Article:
The Lodi School District in New Jersey will soon have teachers testing students with formative assessments in the middle of instructional units, to allow teachers to focus on problem spots before moving onto new material, according to NorthJersey.com.
“As we’re going along with the lesson, we can really gear our instruction on how the students are learning,” Lodi Superintendent Frank Quatrone said.
Teachers will spend time during professional development days learning how to administer the mid-unit tests, along with best practices for reshaping their curriculum based on the assessment results.
The assessments aren’t just limited to a traditional quiz or test format; teachers can assign short oral reports, PowerPoint presentations, and dioramas if they’re looking for creative assessment opportunities.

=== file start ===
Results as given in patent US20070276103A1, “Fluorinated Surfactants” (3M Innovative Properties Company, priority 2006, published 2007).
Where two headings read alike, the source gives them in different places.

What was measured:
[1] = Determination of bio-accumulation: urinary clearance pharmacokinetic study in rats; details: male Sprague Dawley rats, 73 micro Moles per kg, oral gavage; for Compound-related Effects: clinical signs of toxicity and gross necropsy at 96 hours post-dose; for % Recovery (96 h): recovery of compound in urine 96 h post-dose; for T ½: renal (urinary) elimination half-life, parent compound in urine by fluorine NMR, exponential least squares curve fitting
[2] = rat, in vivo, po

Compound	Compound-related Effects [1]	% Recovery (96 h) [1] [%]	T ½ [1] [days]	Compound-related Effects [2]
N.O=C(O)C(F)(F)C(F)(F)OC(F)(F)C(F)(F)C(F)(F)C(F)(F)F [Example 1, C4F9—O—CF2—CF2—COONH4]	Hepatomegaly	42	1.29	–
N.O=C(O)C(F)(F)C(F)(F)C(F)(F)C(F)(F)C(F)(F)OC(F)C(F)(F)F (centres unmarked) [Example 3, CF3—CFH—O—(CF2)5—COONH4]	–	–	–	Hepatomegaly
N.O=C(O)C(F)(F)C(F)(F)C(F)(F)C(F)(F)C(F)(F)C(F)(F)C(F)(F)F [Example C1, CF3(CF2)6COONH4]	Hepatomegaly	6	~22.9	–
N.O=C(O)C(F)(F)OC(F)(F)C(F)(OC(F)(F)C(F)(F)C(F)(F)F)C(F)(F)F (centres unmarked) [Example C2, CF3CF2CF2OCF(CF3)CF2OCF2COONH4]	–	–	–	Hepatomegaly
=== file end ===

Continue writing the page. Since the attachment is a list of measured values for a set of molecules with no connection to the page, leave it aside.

“As educational leaders, we have to look at how they’re going to drive what we want our students to learn and how to motivate them instead of just saying, ‘Maybe you’ll do better next time,’” Washington School Principal Emil Carafa said.
In theory, this idea sounds great. But in practice, I’m left to wonder, how is this idea radically different than a teacher giving a quiz a week or two before a test? Don’t teachers take those quiz results into account while they’re planning their lessons?
A version of this news article first appeared in the Teaching Now blog.